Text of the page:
The first time I ever ate filet mignon was at the Pub on the Airport Circle, the circle with no airport. It was after my junior prom, which I remember like it was 44 years ago. The salad, disguised as half a head of lettuce, was covered with creamy Russian dressing. The girl was covered with dreamy pink organza.
The memory that lasted the longest was that steak, so thick and red and juicy. To that point in my life, the best cut I’d eaten was a rib steak, smothered in canned corn, accompanied by a baked potato with half a cup of sour cream on top. In those days, in my house, sour cream was a condiment.
The steak would be for special times – birthdays, anniversaries, pay days. The rest of the week, we ate the usual. Sweet and sour meatballs with kasha and bowties; boiled chicken with matzoh ball soup; brisket with brown potatoes and rice; and tuna with blintzes and sour cream or a big bowl of Creamettes, the Jewish pasta.
It was such an immovable feast. I loved to eat back then, except for Thursdays. Thursday was liver. I hated liver. I hated the look of it, the thought of it, the taste of it. I used to try to hide pieces of it under the lumps in the mashed potatoes. But my mother always found them and made me finish. “There are kids in Korea who don’t have food to eat,” she said. “Can we mail them my liver?” I asked.
It was years later that I learned the food I grew up on was horrible for me. Liver is an organ meat, full of impurities. And who knew about carbs or artery cloggers? “Eat, eat,”my mother would say. “It’s all good for you.”
Back then, it was done with premeditated love. Mothers only wanted us to have the best, the best their limited resources could provide. They did it out of love and they did it out of ignorance. Who knew that those pains I had in my stomach every day on the way to school were from an intolerance to sour cream? Who knew that the pure sugar I used to dump by the tablespoon on my shredded wheat and my French toast would result in diabetes? Nobody knew.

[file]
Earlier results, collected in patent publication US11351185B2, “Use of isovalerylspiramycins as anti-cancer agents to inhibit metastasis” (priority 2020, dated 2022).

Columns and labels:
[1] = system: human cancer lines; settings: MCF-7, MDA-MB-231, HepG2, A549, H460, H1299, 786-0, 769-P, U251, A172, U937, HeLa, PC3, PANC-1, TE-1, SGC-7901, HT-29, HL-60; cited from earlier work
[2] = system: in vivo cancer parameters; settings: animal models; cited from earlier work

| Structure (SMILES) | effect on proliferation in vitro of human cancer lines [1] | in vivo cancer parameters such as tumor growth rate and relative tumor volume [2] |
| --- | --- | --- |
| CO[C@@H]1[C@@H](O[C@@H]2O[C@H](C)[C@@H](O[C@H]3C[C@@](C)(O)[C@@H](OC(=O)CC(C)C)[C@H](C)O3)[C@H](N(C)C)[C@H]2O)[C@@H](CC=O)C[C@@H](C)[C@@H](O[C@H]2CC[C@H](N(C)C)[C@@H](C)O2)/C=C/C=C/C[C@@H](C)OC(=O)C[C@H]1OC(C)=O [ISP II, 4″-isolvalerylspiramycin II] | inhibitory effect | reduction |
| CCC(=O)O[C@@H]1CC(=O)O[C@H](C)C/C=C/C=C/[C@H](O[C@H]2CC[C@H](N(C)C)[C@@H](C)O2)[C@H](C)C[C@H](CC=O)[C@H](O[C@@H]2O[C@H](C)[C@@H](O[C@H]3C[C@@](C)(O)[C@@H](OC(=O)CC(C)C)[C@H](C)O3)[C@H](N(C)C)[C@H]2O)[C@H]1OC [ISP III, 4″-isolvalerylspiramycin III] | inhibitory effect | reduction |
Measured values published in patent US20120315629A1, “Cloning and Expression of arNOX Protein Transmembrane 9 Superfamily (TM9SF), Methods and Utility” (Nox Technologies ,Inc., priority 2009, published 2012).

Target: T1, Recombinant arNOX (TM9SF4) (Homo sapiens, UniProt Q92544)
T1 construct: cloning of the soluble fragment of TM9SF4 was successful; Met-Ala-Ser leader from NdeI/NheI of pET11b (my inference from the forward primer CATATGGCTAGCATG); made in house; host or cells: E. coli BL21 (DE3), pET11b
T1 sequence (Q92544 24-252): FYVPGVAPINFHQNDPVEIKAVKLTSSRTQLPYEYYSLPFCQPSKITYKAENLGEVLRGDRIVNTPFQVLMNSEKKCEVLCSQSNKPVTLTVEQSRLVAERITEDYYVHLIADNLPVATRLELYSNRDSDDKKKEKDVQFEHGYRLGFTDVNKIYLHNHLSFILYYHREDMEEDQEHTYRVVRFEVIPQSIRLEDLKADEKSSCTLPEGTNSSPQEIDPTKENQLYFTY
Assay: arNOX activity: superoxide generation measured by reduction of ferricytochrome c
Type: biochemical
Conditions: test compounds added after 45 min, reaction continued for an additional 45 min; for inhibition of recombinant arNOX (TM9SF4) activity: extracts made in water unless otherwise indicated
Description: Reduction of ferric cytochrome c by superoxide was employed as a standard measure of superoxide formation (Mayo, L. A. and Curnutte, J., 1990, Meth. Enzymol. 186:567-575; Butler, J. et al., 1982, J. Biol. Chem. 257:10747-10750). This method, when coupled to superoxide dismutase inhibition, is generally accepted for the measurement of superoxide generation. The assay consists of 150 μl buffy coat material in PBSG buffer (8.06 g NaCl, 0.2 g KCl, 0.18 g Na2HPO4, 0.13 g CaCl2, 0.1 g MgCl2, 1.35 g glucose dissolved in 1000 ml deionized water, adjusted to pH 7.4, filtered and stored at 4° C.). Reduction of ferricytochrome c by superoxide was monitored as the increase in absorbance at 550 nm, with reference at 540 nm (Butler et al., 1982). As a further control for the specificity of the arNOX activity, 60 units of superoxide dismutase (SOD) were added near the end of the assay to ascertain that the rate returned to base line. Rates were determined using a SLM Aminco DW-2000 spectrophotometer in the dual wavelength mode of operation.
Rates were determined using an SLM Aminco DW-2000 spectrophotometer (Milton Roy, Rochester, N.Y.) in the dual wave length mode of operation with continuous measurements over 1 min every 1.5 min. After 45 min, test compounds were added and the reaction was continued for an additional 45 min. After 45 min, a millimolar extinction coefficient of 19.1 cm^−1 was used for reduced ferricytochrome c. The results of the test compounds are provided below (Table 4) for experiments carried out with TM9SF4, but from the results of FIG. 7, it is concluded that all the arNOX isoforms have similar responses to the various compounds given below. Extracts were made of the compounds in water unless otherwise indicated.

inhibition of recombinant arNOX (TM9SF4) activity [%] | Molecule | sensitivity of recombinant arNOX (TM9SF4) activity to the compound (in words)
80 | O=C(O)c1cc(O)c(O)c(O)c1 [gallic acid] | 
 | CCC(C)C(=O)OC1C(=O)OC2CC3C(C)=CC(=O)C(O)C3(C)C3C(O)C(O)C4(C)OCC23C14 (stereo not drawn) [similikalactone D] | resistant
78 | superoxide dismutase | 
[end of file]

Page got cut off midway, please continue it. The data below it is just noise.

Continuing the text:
But we do know now. We know that over 60 percent of Americans are obese.And we know that you’re not supposed to supersize. And we know you can’t eat meat at every meal. And we know you shouldn’t always have fries with that.
I read a report just last week that radiologists are having increasing trouble taking x-rays of people because the machinery wasn’t made to penetrate so many layers of fat.
We were in a casual restaurant in Cherry Hill the other day. A family walked in and asked for several tables to be pushed together because they were too big to fit in a booth. There was grandma and grandpa and mom and dad. Together, they outweighed the Eagles’ offensive line. I felt sorry for them at first. But then I watched them order and eat. Fried cheese, loaded potato skins, big double-decker cheeseburgers. A pizza on the side. It was their kids, the little four- and six year olds who I really felt sorry for. What kind of a chance do they have in life? And what are these parents thinking?
Listen, if you want to kill yourself, you have the right to main line all the cheesecake you want. Hey, put some sour cream on top, for all I care. But, knowing what we now know, if you continue to stuff your kids silly, you’re not a good parent.You’re an abuser.Nothing less. If you really care, you should stop. Stop, in the name of common sense. Stop, in the name of love.